Kent C. Berridge and Terry E. Robinson, What is the role of dopamine in reward: hedonic impact, reward learning, or incentive salience?: Brain Research Reviews, 28, 1998. 309–369.

Last edited by matisse12; 02-17-2017 at 12:19 AM..
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Old 02-16-2017, 11:27 PM
 
Location: Central IL
15,253 posts, read 8,560,668 times
Reputation: 35693
Quote:
Originally Posted by matisse12 View Post
biscuitmom requested articles about how use of smartphones (and other devices) deliver dopamine jolts to the brain. Yes, there is also addiction to use of the internet, use of social media, and gaming using computers and tablets, but in red below, it explains why smartphone use is even more addictive because the smartphone is with a person at almost all times and so readily available.

What Is Nomophobia - Business Insider

Smartphone Addiction Now Has A Clinical Name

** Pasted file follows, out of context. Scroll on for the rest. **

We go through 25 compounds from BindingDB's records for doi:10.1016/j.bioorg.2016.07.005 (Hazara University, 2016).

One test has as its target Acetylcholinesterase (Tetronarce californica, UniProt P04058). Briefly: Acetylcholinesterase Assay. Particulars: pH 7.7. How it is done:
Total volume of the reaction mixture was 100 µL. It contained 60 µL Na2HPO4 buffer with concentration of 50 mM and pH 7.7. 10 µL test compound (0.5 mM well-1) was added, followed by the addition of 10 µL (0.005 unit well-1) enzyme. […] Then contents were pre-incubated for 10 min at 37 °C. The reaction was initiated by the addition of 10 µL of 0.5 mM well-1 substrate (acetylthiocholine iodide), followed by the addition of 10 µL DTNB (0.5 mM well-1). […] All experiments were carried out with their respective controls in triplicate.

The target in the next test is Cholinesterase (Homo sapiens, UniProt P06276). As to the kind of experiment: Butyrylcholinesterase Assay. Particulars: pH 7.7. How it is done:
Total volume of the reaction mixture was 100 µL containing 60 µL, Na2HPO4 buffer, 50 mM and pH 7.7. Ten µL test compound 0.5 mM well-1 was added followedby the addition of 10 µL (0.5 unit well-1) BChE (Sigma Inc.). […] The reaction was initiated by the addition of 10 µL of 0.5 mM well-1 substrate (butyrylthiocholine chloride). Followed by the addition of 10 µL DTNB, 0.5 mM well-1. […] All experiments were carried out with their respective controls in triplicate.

"A smartphone is just a more readily available access point to the Internet. My research has shown that the ease of access, availability, and portability makes it twice as addictive as other modalities," he said. "Convenience is the mother of addiction — the quicker you can get a hit back on the technology, the faster the intoxication."

According to Dr. David Greenfield, an Assistant Clinical Professor of Psychiatry at the University of Connecticut School of Medicine, an attachment to your smartphone is similar to other addictions in that it involves a dysregulation of dopamine. Dopamine is a neurotransmitter that regulates the brain's reward center, meaning that it motivates people to do things they think they will be rewarded for doing.

Why Smartphones Dupe Our Brains - Brain and Memory Health

Researchers tell us that when we hear a notification sound on our phone informing us we have an email or text, our brain gets a hit of dopamine, a chemical that increases arousal and energizes the reward circuits in our brain. The dopamine reward centers in the brain are the same centers that have to do with pleasure from eating, from sex, and from drugs and alcohol.